BYE BYE CW On Sept. 13, 2019, my doctor told me a CT scan revealed a benign cyst on my brain, that I would need to consult with a neurosurgeon. This came after a summer of the worst head pain I’ve ever experienced, and it came less than a week before I was scheduled to move to Cheney to start at EWU. I scheduled an appointment for early November, and I followed through on moving five hours away from my friends, family and everything else I knew. While I enjoyed EWU’s campus, I realized quickly that I was in the wrong place. Beyond knowing I had an approaching meeting with a neurosurgeon, I had an unshakable feeling that if I stayed at EWU I wasn’t going to get where I wanted to go. I remember sitting in my mom’s office during one of my first visits home and telling her that I had made a huge mistake and that I thought I needed to transfer again. She was of course concerned and confused since I had only moved away a month earlier. But she was also understanding and supportive and told me that I needed to do what I thought was right. In early November I flew back to Seattle, where I was fortunately told I would not need surgery. Even still, I knew I needed to leave EWU. After I posted my decision on Facebook, a friend in CWU’s journalism department immediately reached out and told me I should transfer here. Throughout that winter, they frequently sent me encouraging messages. They invited me to campus and told me to sit in on one of The Observer’s production nights. It was through this encouragement that I realized this was the place I needed to be, and I transferred here last spring.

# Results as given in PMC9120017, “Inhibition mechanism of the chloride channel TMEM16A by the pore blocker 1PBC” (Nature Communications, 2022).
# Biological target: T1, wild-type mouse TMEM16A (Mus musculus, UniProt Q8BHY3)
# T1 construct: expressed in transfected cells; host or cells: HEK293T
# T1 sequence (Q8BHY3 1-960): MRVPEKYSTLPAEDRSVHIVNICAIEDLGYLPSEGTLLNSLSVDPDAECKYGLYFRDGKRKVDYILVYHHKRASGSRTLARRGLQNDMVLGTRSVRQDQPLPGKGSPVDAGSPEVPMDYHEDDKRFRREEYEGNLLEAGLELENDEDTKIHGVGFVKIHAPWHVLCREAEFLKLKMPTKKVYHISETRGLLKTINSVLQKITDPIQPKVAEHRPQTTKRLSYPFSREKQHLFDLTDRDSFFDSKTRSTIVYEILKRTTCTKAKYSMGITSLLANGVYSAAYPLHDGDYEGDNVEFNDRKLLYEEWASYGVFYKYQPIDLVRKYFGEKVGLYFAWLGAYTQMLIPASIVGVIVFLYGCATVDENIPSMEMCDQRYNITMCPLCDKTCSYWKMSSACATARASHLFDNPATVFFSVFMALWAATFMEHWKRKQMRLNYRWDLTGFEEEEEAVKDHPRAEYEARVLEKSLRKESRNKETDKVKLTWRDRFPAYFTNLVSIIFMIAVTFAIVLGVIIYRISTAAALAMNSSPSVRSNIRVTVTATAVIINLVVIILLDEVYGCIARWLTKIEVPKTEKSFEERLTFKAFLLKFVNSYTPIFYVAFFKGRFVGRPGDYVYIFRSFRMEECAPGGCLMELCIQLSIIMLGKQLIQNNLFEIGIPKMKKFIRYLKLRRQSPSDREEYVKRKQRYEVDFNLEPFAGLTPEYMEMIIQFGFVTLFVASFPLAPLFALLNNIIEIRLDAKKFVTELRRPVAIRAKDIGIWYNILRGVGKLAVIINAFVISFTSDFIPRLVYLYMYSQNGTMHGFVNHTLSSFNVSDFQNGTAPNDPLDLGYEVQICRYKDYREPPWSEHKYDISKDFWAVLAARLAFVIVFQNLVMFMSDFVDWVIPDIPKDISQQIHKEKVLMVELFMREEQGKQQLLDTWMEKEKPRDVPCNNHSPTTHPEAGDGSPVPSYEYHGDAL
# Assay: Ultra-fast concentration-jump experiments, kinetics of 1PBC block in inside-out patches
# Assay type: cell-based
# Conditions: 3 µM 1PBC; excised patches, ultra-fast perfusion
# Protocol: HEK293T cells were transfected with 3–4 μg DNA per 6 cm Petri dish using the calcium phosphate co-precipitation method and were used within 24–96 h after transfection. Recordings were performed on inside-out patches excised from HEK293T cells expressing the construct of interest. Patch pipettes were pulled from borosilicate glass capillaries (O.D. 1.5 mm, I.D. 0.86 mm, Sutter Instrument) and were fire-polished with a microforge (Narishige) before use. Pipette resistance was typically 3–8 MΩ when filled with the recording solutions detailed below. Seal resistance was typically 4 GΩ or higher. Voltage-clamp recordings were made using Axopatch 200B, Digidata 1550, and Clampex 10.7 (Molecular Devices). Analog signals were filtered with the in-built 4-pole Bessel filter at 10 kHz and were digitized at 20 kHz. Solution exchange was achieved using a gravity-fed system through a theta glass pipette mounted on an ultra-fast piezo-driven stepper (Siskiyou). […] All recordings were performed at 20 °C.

When I transferred to CWU, I didn’t expect to get so emotionally attached to the school. Yet here we are. I’ve greatly enjoyed my time at CWU, at The Observer and in Ellensburg. However, there is a weirdness in my graduation from CWU. Since my first quarter as a student was spring 2020, every single one of my classes has been virtual. The only time I’ve been in a classroom on campus was during a campus visit. I’ve been inside The Observer newsroom a total of three times. And since I completed my first two quarters from my parent’s house near Seattle, I’ve lived in Ellensburg for a total of nine months. I want to thank my friends and family who have continued to love and support me on this adventure, even when I needed to change my path. If you take anything away from this rambling column, let it be to always do what you think is right. I dropped out of school after a quarter and moved back to my parent’s house. I transferred schools and moved out during a pandemic. To get to this point, I’ve made difficult decisions. But I always tried to do what I thought was best in the long term.